1. @livebeyondrich Thanks, Jen! Nice to meet others that have drank the Kool-Aid!
        We did our scream on 3/30/12, hour 3, 21 minutes into the show (after 2nd break).
        Are you on BS2 or BS3?

  7. We’re not planning on SS for any of our retirement, even though I’ve been paying into the system for 18 years now. If there is even a dollar a month, it will be a bonus. 

  8. Personally, I don’t plan on the solvency of Social Security when I reach ‘retirement’.  RANT: Retirement is an idea that has been marketed to Americans for 60 years.  I can’t find any passage in the Bible that says “Thou shall stop working at 65 years old and retire because, you deserve it.”  As an advisor, I am not going to help a fellow believer amass so much wealth that he/she ‘may’ become like the ‘other seed that fell among the thorns’ (see Matthew 13:23).
    Actuarial tables suggest that if you live to 65, your life expectancy is 84.  So, you work from 20-65 (45 years), so you can ‘not work’ and produce income for another 20 years?  It is interesting that the Baby Boomers (who have grown up with and expanded entitlements) will be the death of entitlements. 
    Maybe it’s time to rething this notion of ‘Retirement’.  Some of my clients emphatically state, “I want to retire when I’m 65 years old.”  I tell them retirement is all about income and you do not have enough of it to sustain your lifestyle for 20 more years.  Get back to work! RANT End.
    Here is my personal strategy (God willing).  I am 37 and in the accumulation phase of my financial life.  Around 50-55, I will create my own pension.  I will leverage some of the assets in savings to address long term care using insurance (retaining 100% liquidity).  The rest will remain in a conservative income portfolio and income generating assets.  After insuring a stable income stream, I will pursue whatever mission (WORK) God has given me for the second half of my life.
    1.Long Term Care is the biggest threat to your retirement accounts ( has some good cost info).  Traditional LTCi (insurance) policies are being discontinued due to carriers losing billions on bad actuarial tables and huge rate increases on those paying from fixed income.  Look for hybrid life/LTCi contracts to fill the gap more efficiently in the future.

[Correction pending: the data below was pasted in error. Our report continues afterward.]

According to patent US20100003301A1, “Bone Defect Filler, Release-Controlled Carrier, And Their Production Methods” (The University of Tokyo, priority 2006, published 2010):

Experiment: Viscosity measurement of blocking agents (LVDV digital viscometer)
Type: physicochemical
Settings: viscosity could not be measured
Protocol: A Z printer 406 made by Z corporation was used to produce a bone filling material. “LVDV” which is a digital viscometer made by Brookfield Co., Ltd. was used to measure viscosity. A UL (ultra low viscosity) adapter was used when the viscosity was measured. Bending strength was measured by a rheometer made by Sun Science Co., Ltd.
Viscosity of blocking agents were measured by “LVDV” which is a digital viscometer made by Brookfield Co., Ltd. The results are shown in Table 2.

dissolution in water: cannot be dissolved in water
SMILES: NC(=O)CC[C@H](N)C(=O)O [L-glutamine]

2. Have a good CFP perform a cost appraisal and risk analysis on your 401k/Retirement accounts (You must know what the cost of ownership of your portfolios & have them back-test a 2008 crash 3-5 years prior to your ‘retirement’ date.  Remember, a 10% gain does NOT make up for a 10% loss).
    3. In 2012 the 401k and Mutual Funds were required to provide MORE disclosures regarding fees that have been previously hidden (Some of you will become nauseous when you see these fees).
    4. Mutual funds all have fees, sales charges, custodial fees, 12b-1 fees and transaction costs.  If the Mutual Fund states a performance of 9%, find out how much of that was eaten up by fees.  I personally hold mutual funds in my Roth 401k. I’m cool with it (for the moment).
    These are my personal thoughts.  I have learned more from working with those who are in the process of retiring or retired than I have from those who have never experienced retirement.  Chris’s audience is young.  So, much of this stuff may be useful to your parents 😉

  9. If a person takes their SS early for whatever reason and works, they have $1 for every $2 they earn over $14,180 taken out of their SS. Why not encourage older workers, no matter when they drew Social Security, to work as much as they want?

  10. I can answer that for you. some of the people that I know are diagnosed don’t have to wait for treatment they can apply long has it is really some serious things going on with you up there. If there isn’t then you will not get much.

  11. A lot of people are always worried about their social security number being found out. And I am getting a little freaked out because my HR department lost one of my papers with my SS# on it in a moving transition. So why exactly are people afraid of it being found out. I mean really

  12. How would you like to be getting ready to retire in 5-10 years and have the stock market crash like it has recently? To me it seems far fetched to put in jeopardy a life’s time of hard work and see it all wiped away.